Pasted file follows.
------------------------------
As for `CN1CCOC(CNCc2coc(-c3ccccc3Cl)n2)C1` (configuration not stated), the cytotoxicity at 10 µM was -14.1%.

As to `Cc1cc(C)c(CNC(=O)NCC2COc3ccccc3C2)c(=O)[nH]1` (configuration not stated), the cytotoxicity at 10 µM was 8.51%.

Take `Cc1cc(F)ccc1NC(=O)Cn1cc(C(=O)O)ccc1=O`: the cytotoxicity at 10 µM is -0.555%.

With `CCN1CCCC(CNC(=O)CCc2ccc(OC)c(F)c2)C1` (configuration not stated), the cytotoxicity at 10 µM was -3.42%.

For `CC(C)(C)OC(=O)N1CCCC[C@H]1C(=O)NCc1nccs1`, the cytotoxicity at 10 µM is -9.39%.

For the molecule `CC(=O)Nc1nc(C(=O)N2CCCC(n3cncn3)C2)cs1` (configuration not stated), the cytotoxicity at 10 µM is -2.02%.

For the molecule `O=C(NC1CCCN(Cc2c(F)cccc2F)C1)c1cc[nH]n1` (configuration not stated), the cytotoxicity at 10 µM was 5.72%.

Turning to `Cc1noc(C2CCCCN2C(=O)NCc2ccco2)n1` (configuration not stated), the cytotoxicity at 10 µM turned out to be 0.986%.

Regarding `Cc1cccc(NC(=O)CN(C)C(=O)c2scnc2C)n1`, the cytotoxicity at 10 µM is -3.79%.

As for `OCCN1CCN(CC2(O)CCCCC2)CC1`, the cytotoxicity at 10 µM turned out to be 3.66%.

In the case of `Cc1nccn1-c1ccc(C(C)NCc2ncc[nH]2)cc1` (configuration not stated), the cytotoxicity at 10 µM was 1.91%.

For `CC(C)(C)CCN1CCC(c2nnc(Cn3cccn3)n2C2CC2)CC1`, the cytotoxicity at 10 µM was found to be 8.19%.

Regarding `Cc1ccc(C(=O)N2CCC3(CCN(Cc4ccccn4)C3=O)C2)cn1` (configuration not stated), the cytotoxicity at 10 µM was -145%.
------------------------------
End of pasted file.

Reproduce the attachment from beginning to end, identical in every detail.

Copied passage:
As for `CN1CCOC(CNCc2coc(-c3ccccc3Cl)n2)C1` (configuration not stated), the cytotoxicity at 10 µM was -14.1%.

As to `Cc1cc(C)c(CNC(=O)NCC2COc3ccccc3C2)c(=O)[nH]1` (configuration not stated), the cytotoxicity at 10 µM was 8.51%.

Take `Cc1cc(F)ccc1NC(=O)Cn1cc(C(=O)O)ccc1=O`: the cytotoxicity at 10 µM is -0.555%.

With `CCN1CCCC(CNC(=O)CCc2ccc(OC)c(F)c2)C1` (configuration not stated), the cytotoxicity at 10 µM was -3.42%.

For `CC(C)(C)OC(=O)N1CCCC[C@H]1C(=O)NCc1nccs1`, the cytotoxicity at 10 µM is -9.39%.

For the molecule `CC(=O)Nc1nc(C(=O)N2CCCC(n3cncn3)C2)cs1` (configuration not stated), the cytotoxicity at 10 µM is -2.02%.

For the molecule `O=C(NC1CCCN(Cc2c(F)cccc2F)C1)c1cc[nH]n1` (configuration not stated), the cytotoxicity at 10 µM was 5.72%.

Turning to `Cc1noc(C2CCCCN2C(=O)NCc2ccco2)n1` (configuration not stated), the cytotoxicity at 10 µM turned out to be 0.986%.

Regarding `Cc1cccc(NC(=O)CN(C)C(=O)c2scnc2C)n1`, the cytotoxicity at 10 µM is -3.79%.

As for `OCCN1CCN(CC2(O)CCCCC2)CC1`, the cytotoxicity at 10 µM turned out to be 3.66%.

In the case of `Cc1nccn1-c1ccc(C(C)NCc2ncc[nH]2)cc1` (configuration not stated), the cytotoxicity at 10 µM was 1.91%.

For `CC(C)(C)CCN1CCC(c2nnc(Cn3cccn3)n2C2CC2)CC1`, the cytotoxicity at 10 µM was found to be 8.19%.

Regarding `Cc1ccc(C(=O)N2CCC3(CCN(Cc4ccccn4)C3=O)C2)cn1` (configuration not stated), the cytotoxicity at 10 µM was -145%.